• To cause to be consumed by fire.
  • To be consumed by fire, or in flames.
  • To overheat so as to make unusable.
  • To become overheated to the point of being unusable.
  • To make or produce by the application of fire or burning heat.
  • To injure (a person or animal) with heat or chemicals that produce similar damage.
  • To cauterize.
  • To sunburn.
  • To consume, injure, or change the condition of, as if by action of fire or heat; to affect as fire or heat does.
  • To be hot, e.g. due to embarrassment.
  • To cause to combine with oxygen or other active agent, with evolution of heat; to consume; to oxidize.
  • To combine energetically, with evolution of heat.
  • To write data to a permanent storage medium like a compact disc or a ROM chip.
  • To betray.
  • To insult or defeat.
  • To waste (time); to waste money or other resources.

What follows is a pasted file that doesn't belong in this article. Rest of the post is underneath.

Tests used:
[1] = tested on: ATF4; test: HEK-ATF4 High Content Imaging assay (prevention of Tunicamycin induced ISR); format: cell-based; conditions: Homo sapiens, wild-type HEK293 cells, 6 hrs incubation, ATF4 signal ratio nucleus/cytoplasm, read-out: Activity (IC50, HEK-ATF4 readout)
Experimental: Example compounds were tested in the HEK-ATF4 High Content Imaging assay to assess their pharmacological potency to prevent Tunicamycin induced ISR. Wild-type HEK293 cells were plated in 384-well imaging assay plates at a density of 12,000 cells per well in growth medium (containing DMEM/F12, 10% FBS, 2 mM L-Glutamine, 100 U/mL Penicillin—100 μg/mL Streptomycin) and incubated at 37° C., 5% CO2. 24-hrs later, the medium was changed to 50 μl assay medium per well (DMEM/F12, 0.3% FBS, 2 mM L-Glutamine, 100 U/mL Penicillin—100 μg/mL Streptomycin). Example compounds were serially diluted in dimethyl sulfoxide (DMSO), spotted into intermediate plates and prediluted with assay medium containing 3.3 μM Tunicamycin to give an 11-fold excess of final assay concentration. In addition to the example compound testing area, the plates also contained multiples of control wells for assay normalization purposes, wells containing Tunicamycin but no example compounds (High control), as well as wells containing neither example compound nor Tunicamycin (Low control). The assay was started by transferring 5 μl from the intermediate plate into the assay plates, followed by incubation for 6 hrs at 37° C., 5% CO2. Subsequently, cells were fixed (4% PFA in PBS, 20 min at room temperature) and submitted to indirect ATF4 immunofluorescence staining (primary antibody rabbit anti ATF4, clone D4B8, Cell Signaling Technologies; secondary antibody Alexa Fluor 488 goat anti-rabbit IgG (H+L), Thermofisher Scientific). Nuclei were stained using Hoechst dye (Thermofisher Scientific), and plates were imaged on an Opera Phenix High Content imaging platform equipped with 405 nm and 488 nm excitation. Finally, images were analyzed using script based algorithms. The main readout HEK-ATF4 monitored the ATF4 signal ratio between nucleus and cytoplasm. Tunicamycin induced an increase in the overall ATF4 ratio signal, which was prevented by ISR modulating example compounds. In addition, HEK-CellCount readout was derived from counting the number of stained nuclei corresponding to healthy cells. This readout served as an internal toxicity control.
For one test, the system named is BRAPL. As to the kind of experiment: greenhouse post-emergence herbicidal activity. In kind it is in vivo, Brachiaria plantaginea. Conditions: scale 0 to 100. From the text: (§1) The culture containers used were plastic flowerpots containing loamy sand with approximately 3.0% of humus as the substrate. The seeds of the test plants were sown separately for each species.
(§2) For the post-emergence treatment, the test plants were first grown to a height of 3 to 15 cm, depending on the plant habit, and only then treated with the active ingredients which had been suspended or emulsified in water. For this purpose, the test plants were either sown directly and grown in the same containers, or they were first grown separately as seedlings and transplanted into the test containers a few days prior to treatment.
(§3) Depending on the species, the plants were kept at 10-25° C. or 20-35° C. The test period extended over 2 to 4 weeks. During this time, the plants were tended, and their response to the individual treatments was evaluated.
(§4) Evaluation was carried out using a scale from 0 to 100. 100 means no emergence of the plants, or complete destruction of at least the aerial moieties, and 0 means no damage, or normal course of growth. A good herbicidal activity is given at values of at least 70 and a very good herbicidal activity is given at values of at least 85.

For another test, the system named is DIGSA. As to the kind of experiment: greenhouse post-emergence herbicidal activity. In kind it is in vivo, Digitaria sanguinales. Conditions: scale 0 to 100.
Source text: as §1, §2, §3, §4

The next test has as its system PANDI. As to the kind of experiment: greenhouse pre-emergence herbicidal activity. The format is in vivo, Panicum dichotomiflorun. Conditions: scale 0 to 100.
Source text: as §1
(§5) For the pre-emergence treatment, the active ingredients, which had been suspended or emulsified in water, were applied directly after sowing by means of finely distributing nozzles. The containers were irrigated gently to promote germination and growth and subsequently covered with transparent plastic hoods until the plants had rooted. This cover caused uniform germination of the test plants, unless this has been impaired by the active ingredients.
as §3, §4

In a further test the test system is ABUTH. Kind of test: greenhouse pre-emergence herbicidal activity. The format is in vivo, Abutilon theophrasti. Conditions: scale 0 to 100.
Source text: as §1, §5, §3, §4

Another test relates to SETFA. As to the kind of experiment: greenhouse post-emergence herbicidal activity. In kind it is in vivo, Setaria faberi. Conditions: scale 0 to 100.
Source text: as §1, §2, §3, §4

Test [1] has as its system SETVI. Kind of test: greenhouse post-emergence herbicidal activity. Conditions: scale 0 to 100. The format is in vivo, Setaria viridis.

• In certain games, to approach near to a concealed object which is sought.
  • To accidentally touch a moving stone.
  • In pontoon, to swap a pair of cards for another pair, or to deal a dead card.
  • To increase the exposure for certain areas of a print in order to make them lighter (compare dodge).
  • To be converted to another element in a nuclear fusion reaction, especially in a star.
  • To discard.
  • To shoot someone with a firearm.
  • To compromise (an agent's cover story).
  • To blackmail.


  • From Middle English bernen, birnen, from Old English birnan ("to burn"), metathesis from Proto-West Germanic *brinnan, from Proto-Germanic *brinnaną ("to burn"), from Proto-Indo-European *bʰrenw- (compare Middle Irish brennim ("drink up"), bruinnim), present stem from *bʰrewh₁-, *bʰru- (compare Middle Irish bréo ("flame"), Albanian burth ("{{taxlink"), mouth burning}}, Sanskrit भुरति ("moves quickly, twitches, fidgets")). More at brew.
  • From Middle English burn, bourne, from Old English burne, burna, Proto-West Germanic *brunnō, from Proto-Germanic *brunnô, *brunō. Cognate with West Frisian boarne, Dutch bron, German Brunnen; also Albanian burim ("spring, fountain"), Ancient Greek φρέαρ ("well, reservoir"), Old Armenian աղբիւր ("fount"). bourn. More at brew.

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